In march 2022, Tideland Studio traveled to Svalbard, Norway. From the depth of glaciers they extracted dense clouds of data trying to capture the traces of a changing climate.
But the virtual landscapes were as elusive as the arctic ice. It turns out, observing the world with laser precision brings no precise answers but fascinating new perspectives on a landscape caught between permanence and collapse.
This exhibition investigates the architecture of the archive through the interplay between digital and physical worlds, between scanning and fabrication, between science and fiction.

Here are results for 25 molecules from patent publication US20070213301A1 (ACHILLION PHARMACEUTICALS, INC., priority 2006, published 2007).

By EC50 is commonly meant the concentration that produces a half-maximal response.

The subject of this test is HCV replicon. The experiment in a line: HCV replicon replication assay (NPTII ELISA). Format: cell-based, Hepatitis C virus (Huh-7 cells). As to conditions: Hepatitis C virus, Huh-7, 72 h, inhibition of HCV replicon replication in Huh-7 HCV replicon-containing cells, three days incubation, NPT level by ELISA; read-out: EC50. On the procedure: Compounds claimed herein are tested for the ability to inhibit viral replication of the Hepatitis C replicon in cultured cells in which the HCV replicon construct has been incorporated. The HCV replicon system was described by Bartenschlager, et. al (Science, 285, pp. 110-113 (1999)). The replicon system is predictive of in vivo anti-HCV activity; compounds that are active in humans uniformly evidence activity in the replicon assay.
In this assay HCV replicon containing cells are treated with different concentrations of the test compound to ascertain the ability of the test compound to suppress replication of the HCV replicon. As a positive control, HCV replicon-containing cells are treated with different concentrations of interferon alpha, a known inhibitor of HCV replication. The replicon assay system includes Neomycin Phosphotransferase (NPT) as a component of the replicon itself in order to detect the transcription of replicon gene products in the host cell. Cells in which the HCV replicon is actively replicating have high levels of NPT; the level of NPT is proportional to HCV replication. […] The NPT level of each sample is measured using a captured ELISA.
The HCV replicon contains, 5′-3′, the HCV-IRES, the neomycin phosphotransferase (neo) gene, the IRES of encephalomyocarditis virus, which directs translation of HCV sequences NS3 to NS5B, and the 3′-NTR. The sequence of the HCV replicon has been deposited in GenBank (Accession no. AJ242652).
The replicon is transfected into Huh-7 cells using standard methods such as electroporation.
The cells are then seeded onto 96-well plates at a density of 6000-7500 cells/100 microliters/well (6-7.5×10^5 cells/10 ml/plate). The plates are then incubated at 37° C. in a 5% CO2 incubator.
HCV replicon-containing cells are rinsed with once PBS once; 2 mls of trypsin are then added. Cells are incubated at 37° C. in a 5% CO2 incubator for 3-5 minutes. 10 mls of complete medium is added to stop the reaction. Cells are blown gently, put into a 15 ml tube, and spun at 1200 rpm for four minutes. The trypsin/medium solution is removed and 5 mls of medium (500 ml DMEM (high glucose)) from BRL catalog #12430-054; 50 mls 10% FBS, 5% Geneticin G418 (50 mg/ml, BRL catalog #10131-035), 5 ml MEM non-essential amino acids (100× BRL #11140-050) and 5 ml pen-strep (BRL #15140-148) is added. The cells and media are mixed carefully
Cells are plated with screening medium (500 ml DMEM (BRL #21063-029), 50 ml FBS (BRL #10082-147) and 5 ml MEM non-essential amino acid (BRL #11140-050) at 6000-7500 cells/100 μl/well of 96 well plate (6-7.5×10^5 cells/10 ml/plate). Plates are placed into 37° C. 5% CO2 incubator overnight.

The Svalbard icescapes are the first entry in the Archive of Endangered Spaces. Over time they will grow the archive while researching methods and technologies that allow for spaces lost to change to be explored by future generations.
Tideland Studio is an architecture and research lab working at the intersection of ecology, technology and art.
‘Tideland’ describes an area alternately exposed and covered by the ordinary flow of the tide. For them, the word captures a valuable concept for interacting with our surroundings in a time of global change: Always with a focus on the temporal and fluid qualities of space.
Supported by: Statens Kunstfond, LINKED, William Demant Fonden, Dreyers Fond, Swienty A/S, Norse Projects, Fjällraven, Aarhus School of Architecture.